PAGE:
Unfortunately, if you try to fill in the date box and a pop-up comes up, that means the tickets have been sold out. 🙁
Now onto the fun part! Picking your seats is really easy. They provide a diagram of the seating where the concert will be held, and you choose the area of seating you want in the box on the left. If a pop-up comes up when you click a section, the section was sold out. When I tried to buy the 99,000won tickets here, they were all sold out. Tickets had only been on sale for 5 minutes!
Click on the section you want to show seating options for and it will appear in the box to the right. Seats are color-coded by cost/status. Click on the seats you want (you can click as many as you want). The seats will blink and show up in the box on the lower right. Click the big blue button to confirm your selection. If you click on a seat and a pop-up appears, someone has already selected that seat.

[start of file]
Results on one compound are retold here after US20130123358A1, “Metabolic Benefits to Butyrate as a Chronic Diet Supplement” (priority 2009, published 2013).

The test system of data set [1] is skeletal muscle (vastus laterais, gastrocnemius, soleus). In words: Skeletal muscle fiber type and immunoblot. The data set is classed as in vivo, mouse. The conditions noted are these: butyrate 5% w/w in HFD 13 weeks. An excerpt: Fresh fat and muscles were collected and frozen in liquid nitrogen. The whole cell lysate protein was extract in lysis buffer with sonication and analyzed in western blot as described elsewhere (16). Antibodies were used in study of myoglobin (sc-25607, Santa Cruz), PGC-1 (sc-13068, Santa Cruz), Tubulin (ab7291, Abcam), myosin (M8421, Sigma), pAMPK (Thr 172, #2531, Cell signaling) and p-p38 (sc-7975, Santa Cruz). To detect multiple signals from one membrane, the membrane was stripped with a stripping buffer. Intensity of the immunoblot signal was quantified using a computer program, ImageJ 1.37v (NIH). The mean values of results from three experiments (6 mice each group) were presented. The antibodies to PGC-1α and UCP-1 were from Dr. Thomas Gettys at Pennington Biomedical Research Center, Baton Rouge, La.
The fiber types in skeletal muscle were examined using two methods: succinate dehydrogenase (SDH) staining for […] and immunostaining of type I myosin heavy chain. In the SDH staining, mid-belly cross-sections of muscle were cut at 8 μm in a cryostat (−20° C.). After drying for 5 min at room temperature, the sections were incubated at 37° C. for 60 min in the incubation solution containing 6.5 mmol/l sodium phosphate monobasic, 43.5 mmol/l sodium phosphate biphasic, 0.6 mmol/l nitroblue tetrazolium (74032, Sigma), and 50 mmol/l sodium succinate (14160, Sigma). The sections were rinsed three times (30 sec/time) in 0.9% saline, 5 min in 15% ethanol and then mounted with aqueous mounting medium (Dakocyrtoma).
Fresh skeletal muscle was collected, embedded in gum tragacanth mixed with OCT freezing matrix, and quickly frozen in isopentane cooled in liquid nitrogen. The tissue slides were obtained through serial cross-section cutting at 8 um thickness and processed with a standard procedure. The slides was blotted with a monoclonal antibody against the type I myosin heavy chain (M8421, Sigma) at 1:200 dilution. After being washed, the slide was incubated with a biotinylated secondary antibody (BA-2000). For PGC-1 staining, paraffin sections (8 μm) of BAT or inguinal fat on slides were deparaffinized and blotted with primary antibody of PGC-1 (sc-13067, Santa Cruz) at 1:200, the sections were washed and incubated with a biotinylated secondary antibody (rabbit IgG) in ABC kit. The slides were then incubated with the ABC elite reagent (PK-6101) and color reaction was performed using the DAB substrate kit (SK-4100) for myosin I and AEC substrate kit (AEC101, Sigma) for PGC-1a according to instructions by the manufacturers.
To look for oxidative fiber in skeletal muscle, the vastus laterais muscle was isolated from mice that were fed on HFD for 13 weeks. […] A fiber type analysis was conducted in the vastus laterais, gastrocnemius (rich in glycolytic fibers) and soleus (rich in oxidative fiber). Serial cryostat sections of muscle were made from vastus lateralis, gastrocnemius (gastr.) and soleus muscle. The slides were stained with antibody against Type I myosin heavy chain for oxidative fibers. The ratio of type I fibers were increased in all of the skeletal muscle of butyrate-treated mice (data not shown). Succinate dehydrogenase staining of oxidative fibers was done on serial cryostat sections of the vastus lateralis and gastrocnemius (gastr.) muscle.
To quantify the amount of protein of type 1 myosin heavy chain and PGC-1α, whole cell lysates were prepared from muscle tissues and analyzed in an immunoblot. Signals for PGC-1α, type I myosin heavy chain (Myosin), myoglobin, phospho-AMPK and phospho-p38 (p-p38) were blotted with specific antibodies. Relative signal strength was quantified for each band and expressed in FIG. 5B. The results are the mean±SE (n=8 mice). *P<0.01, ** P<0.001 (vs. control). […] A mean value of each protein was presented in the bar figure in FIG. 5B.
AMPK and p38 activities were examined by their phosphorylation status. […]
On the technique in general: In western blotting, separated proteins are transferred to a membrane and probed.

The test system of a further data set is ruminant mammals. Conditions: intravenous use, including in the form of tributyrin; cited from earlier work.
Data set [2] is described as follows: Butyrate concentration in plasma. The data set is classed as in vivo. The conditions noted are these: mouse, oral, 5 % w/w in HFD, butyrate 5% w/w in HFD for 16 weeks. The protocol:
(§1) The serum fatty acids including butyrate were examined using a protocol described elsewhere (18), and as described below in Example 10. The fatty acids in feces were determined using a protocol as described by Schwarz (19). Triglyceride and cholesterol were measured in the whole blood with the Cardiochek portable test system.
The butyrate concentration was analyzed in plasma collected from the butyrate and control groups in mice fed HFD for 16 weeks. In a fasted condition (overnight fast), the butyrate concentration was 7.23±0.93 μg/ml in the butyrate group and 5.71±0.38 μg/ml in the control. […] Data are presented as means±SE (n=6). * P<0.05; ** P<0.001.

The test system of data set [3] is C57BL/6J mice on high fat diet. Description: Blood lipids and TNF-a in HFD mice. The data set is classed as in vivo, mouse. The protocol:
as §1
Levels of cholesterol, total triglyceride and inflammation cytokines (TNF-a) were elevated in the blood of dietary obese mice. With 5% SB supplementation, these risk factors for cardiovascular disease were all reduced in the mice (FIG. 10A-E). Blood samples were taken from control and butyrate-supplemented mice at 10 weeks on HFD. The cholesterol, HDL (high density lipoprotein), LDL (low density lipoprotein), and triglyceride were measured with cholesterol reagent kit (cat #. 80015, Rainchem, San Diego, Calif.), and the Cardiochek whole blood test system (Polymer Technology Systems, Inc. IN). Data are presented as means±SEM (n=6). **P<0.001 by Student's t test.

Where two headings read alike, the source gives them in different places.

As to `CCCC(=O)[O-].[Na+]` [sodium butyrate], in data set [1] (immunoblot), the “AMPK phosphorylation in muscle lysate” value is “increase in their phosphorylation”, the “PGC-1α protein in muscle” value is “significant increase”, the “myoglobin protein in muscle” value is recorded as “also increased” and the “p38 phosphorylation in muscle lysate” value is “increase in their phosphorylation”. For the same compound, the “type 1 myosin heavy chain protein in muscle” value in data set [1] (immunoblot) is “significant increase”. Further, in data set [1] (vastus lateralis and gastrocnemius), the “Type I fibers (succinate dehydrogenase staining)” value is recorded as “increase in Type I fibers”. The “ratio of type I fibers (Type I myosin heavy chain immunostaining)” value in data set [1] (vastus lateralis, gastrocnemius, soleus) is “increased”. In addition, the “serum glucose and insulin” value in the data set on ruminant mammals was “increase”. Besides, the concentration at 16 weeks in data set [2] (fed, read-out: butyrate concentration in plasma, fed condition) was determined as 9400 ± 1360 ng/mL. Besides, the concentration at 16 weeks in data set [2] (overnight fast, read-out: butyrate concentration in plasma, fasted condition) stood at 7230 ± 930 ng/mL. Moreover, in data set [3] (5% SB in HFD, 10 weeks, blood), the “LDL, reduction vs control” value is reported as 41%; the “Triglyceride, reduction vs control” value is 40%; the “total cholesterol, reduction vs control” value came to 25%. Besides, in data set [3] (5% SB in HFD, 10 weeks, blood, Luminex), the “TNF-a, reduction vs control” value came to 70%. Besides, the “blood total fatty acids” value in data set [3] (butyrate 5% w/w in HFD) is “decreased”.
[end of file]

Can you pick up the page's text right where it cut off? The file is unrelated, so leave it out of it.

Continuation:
After clicking submit, the box will close and you will be back at the main page that you started on.
The original page will have changed a little to reflect the seats that you have chosen and your total cost. Go ahead and click on the big button with the won sign to start the payment process! A small pop-up will appear on your screen.
This box is basically asking you to acknowledge and agree to pay the Gmarket fee for purchasing the tickets. Tick the checkbox and press the blue button to head to the checkout page. You can breathe easy, your tickets are reserved at this point and you won’t lose them for being slow.
The top of the checkout page will look something like this. It will list your tickets and their cost. The exclamation mark may seem scary, but it’s nothing to worry about. Your order is fine. 🙂